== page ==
Resilience

We have often characterized our friends in the camps as resilient. I see now, that this is a characteristic of many Chadians as well. I am in the kitchen using the light since the dining room/sleeping quarters for those who have not been evacuated is too dark for my senses. From this, I can already that my tolerance for the days events will be tested. I need to keep my even keel sense of confidence. The staff here at the hotel, all of whom have been held up at this hotel for three days as well have family in N’Djamena.Yes, we are thousands of miles away from you all and we have a fancy internet connection to reach you. Here, where many run off Celtel phone cards, many have not spoken to family members in days. And each time the hour for food or beverage rolls around, they are smiling as asking “Ca Va? Bien Dormir?” They are calm, squatting in the hallway of white tile near the kitchen where Gabriel and I gathered yesterday after the attack.

Day broke only 20 minutes or a ½ hour ago and the heavy artillery has already begun. We are again hiding in the kitchen after a quick cup of Nescafe on the veranda. Start early. Hit them hard. The rebels have not stopped and there was a glance of someone approaching the front of the hotel. Again, the phone call to the Embassy produced nothing but more wait time. “Gabriel, you are our top priority,” the man on the other line said. But unfortunately, he also added, it has begun again this morning and we cannot leave our compound, its too dangerous. This was their responses yesterday as they sent out a notice on the State Departments website calling for Americans to make their own way to the Embassy. And again at the moment that 36 or so UN, French nationals and European nationals were being evacuated to a nearby French military base, its too dangerous for us to leave. And they wanted us to make our way to them? Something tells me if I wandered to the street where we have caught taxis before that it would be impossible to find one. So for now, we wait. Since no one is coming.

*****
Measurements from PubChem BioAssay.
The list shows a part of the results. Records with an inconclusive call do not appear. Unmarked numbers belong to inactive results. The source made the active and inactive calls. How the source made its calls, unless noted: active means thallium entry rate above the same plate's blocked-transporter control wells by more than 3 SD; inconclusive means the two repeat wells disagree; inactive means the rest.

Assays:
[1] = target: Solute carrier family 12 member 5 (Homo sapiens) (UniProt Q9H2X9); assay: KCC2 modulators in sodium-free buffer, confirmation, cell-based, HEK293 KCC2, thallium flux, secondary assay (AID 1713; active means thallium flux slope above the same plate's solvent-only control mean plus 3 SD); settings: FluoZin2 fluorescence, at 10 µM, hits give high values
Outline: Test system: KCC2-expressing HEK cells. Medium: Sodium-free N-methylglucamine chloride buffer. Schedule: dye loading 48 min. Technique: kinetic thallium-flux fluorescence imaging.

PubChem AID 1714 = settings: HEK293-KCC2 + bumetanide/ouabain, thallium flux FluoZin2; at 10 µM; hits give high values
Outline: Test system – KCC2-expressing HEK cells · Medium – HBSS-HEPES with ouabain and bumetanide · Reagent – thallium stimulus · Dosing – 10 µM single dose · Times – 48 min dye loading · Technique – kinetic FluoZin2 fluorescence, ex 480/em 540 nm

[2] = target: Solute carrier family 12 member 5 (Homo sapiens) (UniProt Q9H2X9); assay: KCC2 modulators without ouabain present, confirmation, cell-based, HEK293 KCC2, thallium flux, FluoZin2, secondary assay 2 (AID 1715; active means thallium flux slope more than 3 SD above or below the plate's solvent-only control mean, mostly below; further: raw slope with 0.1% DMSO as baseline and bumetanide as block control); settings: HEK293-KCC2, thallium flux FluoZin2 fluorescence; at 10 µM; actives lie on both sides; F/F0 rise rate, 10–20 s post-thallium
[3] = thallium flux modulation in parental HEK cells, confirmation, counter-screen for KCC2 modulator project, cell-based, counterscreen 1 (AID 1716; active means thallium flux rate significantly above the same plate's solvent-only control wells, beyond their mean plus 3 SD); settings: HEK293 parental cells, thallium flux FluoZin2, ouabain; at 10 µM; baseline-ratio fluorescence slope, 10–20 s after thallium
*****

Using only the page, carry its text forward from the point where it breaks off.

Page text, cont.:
Katie-Jay keeps i-ACT running on several levels. Much of her work entails coordinating partnerships with other grassroots organizations and implementing the campaigns developed by Gabriel and seeing through the details. She graduated from Portland State University with a BA in Sociology and a focus on Community Development. She has previously worked as a community organizer in Thailand, Guatemala, and with grassroots organizations across the United States.

Comments

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Comments

8 Responses to “Resilience”
  1. Larry says:

    Been my experience that when I got myself in a rough place I was expected to get myself out. Government never sent me a taxi or an apc. They’re regular hounds that way, the government is.

  2. Carlos says:

    What a lame response from the U.S. Embassy. Why wouldn’t they let you leave with the French nationals? They want you to go to the Embassy? That is ridiculous! If it is safe enough for you to do that, then why can’t they come and fetch you?

    I hope a new administration brings some diplomats with brains to Chad and elsewhere in the world. In the mean time, I’m glad you are staying put — unless you get a chance to have a convoy to go with the French again. I would trust their judgment a helluva lot more than the Americans.

    We are watching and cheering and praying for you.

  3. Matt Hodges says:

    Katie-Jay,